Germany: Disinformation in Pandemic Times
University of Innsbruck
Matthias C. Kettemann is Professor of Innovation, Theory and Philosophy of Law and head of the Department for Theory and Future of Law at the University of Innsbruck, Austria. He is head of the Research Program on private communication orders at the Leibniz Institute for Media Research | Hans-Bredow-Institute, Hamburg, and leads research groups on international law and the internet and on platform governance at the Humboldt Institute for Internet and Society, Berlin, and the Sustainable Computing Lab at the Vienna University of Economics and Business.
Germany has responded to influence operations carefully during the COVID-19 outbreak. In the discussions around German platform regulation, hate speech has historically occupied the forefront, not misinformation. Along with clear prohibitions against certain categories of serious antisemitism and other qualified hate speech and dehumanizing expressions, the idea that the process of political opinion formation is supposed to be free from state interference is regarded as a crucial component of Germany’s constitutional order. A country’s liberal democracy is thought to be at even greater risk from excessive domestic government influence on the negotiation of the norms of information behavior than it is from foreign influence operations.
Nevertheless, the rhetoric of both politicians and the general public shows a fear that influence operations may undermine the nation’s democratic process. Former Foreign Minister Heiko Maas highlighted the existence of “players and states” in a statement he released in June 2021, stating that they “are employing dishonest tactics to meddle in democratic processes as well as election campaigns in other countries.” Similar to this, 82 percent of respondents in a Forsa study conducted for the State Media Authority North Rhine-Westphalia concur (‘totally’ or ‘somewhat’) that political misinformation endangers Germany’s democracy.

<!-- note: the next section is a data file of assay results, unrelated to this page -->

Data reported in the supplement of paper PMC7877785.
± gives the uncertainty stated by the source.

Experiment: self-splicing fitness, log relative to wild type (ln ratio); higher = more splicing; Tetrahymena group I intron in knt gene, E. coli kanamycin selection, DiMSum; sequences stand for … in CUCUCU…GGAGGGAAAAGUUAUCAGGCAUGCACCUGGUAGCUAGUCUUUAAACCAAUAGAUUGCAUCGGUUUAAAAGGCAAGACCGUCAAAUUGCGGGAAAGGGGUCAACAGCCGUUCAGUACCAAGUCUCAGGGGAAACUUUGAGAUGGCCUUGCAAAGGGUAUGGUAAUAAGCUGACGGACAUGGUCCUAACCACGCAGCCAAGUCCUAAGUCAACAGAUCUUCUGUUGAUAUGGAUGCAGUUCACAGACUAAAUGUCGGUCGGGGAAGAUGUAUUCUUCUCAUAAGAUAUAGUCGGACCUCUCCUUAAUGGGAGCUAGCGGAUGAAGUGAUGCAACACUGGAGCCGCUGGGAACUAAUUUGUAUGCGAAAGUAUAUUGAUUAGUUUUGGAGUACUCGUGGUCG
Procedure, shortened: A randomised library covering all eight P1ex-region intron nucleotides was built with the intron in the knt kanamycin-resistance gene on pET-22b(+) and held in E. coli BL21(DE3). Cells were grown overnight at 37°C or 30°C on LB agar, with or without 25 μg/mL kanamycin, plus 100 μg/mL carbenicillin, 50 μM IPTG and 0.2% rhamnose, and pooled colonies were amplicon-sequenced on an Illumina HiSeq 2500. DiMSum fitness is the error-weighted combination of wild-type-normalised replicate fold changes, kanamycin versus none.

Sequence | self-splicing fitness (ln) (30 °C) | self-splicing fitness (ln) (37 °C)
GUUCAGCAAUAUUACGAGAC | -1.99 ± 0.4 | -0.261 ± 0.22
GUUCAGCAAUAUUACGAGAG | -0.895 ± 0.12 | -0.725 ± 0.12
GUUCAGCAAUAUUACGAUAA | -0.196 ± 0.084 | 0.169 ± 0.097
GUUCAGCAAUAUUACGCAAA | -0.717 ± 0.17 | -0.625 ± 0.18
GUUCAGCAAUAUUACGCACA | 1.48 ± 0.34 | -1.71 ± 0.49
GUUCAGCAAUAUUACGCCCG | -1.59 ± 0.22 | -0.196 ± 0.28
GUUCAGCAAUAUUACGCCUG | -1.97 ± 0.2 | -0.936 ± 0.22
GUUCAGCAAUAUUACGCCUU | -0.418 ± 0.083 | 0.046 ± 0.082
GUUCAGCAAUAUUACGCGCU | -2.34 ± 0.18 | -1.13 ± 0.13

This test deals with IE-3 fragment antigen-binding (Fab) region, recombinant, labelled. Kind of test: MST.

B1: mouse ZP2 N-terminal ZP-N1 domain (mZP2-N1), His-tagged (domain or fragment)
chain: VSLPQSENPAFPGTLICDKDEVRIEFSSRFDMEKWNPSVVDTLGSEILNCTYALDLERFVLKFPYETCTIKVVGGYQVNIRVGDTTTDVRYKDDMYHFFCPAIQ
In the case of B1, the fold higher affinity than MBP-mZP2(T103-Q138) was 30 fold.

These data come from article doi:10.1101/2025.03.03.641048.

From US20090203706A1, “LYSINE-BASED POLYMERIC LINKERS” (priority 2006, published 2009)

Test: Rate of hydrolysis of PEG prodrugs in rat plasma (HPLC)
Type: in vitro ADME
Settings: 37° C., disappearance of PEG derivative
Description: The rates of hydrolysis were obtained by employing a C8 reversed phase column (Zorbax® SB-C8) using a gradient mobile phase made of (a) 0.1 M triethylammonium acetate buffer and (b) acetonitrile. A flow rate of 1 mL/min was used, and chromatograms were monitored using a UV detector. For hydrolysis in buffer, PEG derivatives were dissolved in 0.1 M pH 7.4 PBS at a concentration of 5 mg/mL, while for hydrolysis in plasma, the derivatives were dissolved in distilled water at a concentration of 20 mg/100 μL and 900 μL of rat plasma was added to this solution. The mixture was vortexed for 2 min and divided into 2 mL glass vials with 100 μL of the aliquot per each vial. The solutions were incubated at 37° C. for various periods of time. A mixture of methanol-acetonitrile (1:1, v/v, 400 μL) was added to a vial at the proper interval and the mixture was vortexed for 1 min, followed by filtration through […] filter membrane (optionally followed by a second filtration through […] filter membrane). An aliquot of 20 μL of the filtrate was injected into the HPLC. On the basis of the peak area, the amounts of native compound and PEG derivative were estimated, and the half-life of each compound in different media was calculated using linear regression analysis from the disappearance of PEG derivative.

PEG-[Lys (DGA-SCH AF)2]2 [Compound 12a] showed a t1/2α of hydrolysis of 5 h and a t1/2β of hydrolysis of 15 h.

How does Germany define disinformation?
It doesn’t. There is no official definition, and courts have been very reluctant to use the term. There are no laws that regulate “disinformation.” It is difficult to define disinformation neatly. Even accurate information, when stripped of its context or strategically launched, can be disinformative. Disinformation may even contain mostly accurate information, but it can be used selectively to influence political discussions and interpretations. For example, satire does not usually constitute deliberate disinformation because its authors primarily seek to entertain rather than influence; nevertheless, satire can also influence political discourse. It therefore makes sense to speak of disinformation only when it involves the deliberate dissemination of false information for a strategic goal—such as lowering trust in the media, making people or groups look bad, or not participating in electoral processes.
Does disinformation threaten our social order?
No. Lies have always existed; disinformation as a strategic form of online lying is a new phenomenon, but even in the aggregate it does not (so far) lead to a fundamental change in values in our societies. Those who study disinformation are confronted with the problem that the concrete impact of individual pieces of disinformation is difficult to measure. People gain their knowledge from many different sources; their media repertoires have become broader, not narrower, as a result of the Internet; traditional media still play a central role in news reception—except among the young and the young at heart.
But it is true: Prejudice and lack of knowledge make us more susceptible to receiving misinformation and disinformation. Because of the human weakness for prejudice, readers prefer to believe information that confirms their opinions and are more likely to reject information that would destabilize their worldview. Disinformation actors exploit this. In addition, their authors increasingly exploit the Internet as a means for their strategic dissemination. People often judge the value of news based on their trust in the medium used, not in the news itself. This importance of trust is also understandable since people are hardly in a position to obtain all the necessary information themselves at any time. Good work by journalists must be trusted. However, this traditional and fundamental basis of trust must be redefined for news producers in the online world.